How do I know if my baby’s soft spot is dehydrated?

Sometimes it can bulge slightly (such as when baby cries), and less often, it can appear to be concave, or sunken. It’s okay if it curves inward slightly to the touch. But if the soft spot is significantly sunken, it’s usually a sign that your baby is dehydrated and needs to be given fluids immediately.

When should I be concerned about my baby’s soft spot?

Normally, a baby’s soft spot is firm and curves in just slightly. But call your doctor right away if you notice these rare but possible signs of trouble: A dramatically sunken fontanelle. This can signal dehydration, especially if your baby isn’t eating or drinking well and is having fewer wet diapers than usual.

Does a sunken fontanelle always mean dehydration?

A sunken fontanel, when accompanied by other symptoms, can be a sign of dehydration or malnutrition. Some baby’s fontanels always appear slightly sunken even when they are well. Sometimes, a baby is dehydrated but does not have a sunken fontanel.

How can you tell if fontanelle is sunken?

The fontanelles should feel firm and should curve inward slightly to the touch. A noticeably sunken fontanelle is a sign that the infant does not have enough fluid in their body.

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How do I know if my newborn is dehydrated?

How can I tell if my child is dehydrated?

  1. Dry tongue and dry lips.
  2. No tears when crying.
  3. Fewer than six wet diapers per day (for infants), and no wet diapers or urination for eight hours (in toddlers).
  4. Sunken soft spot on infant’s head.
  5. Sunken eyes.
  6. Dry and wrinkled skin.
  7. Deep, rapid breathing.

Is it normal for a baby’s soft spot to be swollen?

Parents should watch for soft spots that are curved outward on their baby’s head and feel very firm. This is known as a bulging fontanel and may be a sign of brain swelling or fluid buildup in the brain. A bulging fontanel is an emergency.

Why is my baby’s soft spot swollen?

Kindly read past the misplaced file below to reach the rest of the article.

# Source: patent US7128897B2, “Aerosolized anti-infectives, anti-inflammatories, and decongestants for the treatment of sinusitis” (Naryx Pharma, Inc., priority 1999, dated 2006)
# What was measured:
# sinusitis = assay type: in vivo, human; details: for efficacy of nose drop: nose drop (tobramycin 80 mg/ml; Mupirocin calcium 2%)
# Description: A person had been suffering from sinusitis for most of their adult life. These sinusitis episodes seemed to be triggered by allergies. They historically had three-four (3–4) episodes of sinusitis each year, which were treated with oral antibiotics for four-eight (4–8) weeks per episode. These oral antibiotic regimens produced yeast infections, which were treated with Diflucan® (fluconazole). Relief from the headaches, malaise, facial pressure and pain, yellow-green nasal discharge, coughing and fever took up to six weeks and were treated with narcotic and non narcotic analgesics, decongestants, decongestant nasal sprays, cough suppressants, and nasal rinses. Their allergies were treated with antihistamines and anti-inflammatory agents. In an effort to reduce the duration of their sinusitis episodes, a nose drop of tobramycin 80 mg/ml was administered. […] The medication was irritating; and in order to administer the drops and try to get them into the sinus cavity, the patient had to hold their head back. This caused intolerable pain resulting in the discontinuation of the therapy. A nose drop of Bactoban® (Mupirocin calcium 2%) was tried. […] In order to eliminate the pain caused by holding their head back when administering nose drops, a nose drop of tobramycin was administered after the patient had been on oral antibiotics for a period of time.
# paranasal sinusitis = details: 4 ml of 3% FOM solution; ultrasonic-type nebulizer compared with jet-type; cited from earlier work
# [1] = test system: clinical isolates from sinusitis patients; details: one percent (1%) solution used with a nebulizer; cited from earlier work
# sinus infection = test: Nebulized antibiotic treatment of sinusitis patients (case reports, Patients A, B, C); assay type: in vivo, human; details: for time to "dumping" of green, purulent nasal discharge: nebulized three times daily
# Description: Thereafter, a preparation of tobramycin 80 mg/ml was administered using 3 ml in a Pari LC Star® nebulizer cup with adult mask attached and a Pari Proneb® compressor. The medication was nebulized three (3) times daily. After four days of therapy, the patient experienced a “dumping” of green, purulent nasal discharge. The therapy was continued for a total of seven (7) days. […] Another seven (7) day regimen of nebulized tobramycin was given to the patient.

A tense or bulging fontanelle occurs when fluid builds up in the brain or the brain swells, causing increased pressure inside the skull. When the infant is crying, lying down, or vomiting, the fontanelles may look like they are bulging.

How can I hydrate my newborn?

Water fills the baby up and doesn’t provide any nutrients. Both breast milk and infant formula provide your baby with fluid plus nutrition. If it’s a very hot day or you think your baby needs extra hydration, you can give them an extra bottle of formula or pumped breast milk or breastfeed them more often.

What is normal fontanelle?

Fontanelles are the soft spots on an infant’s head where the bony plates that make up the skull have not yet come together. It is normal for infants to have these soft spots, which can be seen and felt on the top and back of the head. Fontanelles that are abnormally large may indicate a medical condition.

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When should I worry about a sunken fontanelle?

Sometimes it can bulge slightly (such as when baby cries), and less often, it can appear to be concave, or sunken. It’s okay if it curves inward slightly to the touch. But if the soft spot is significantly sunken, it’s usually a sign that your baby is dehydrated and needs to be given fluids immediately.

Will dent in baby head go away?

When a baby is born with a head dent or skull abnormality, the symptoms will usually resolve on their own within 6 months. In some cases, helmet therapy may be recommended.